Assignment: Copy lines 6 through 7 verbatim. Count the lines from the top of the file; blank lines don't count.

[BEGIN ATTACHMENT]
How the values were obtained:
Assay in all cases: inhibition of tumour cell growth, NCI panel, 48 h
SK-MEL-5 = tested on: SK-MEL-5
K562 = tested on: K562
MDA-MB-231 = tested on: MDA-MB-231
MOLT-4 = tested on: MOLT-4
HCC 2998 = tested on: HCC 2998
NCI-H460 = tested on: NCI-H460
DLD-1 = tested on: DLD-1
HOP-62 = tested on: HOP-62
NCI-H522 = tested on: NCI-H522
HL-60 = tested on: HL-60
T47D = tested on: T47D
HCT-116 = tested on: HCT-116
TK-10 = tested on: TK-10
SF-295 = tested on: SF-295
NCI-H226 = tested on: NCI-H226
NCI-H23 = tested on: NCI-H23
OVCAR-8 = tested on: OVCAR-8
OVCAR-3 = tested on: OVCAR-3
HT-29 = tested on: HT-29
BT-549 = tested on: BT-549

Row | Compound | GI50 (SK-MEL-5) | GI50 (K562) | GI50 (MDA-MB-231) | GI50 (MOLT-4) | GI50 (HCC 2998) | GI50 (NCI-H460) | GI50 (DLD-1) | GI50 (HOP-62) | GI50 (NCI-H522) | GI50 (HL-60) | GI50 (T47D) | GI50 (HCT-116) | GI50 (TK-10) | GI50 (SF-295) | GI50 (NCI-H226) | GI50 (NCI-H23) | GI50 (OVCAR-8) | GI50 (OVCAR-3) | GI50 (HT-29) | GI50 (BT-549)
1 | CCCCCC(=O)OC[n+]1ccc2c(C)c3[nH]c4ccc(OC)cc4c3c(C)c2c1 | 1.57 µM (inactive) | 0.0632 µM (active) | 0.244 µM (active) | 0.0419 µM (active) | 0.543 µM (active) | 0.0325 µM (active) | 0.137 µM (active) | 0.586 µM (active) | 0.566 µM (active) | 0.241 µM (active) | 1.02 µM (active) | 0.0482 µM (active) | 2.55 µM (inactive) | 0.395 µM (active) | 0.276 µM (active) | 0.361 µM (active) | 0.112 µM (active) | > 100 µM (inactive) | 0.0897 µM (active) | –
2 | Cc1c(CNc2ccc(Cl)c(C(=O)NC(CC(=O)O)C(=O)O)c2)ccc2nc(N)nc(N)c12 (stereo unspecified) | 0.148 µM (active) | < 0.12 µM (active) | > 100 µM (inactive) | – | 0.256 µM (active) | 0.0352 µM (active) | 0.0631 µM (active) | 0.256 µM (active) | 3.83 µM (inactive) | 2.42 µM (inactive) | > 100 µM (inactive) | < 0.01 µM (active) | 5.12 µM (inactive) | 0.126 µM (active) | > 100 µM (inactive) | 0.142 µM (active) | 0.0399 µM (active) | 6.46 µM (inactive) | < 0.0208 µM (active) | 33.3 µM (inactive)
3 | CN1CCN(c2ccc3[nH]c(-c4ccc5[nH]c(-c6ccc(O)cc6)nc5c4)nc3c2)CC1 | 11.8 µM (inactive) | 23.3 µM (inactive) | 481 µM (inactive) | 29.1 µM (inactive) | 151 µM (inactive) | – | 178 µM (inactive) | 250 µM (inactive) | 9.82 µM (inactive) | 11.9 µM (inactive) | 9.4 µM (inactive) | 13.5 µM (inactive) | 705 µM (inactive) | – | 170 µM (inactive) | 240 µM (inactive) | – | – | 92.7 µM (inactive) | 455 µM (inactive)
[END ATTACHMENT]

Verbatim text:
MOLT-4 = tested on: MOLT-4
HCC 2998 = tested on: HCC 2998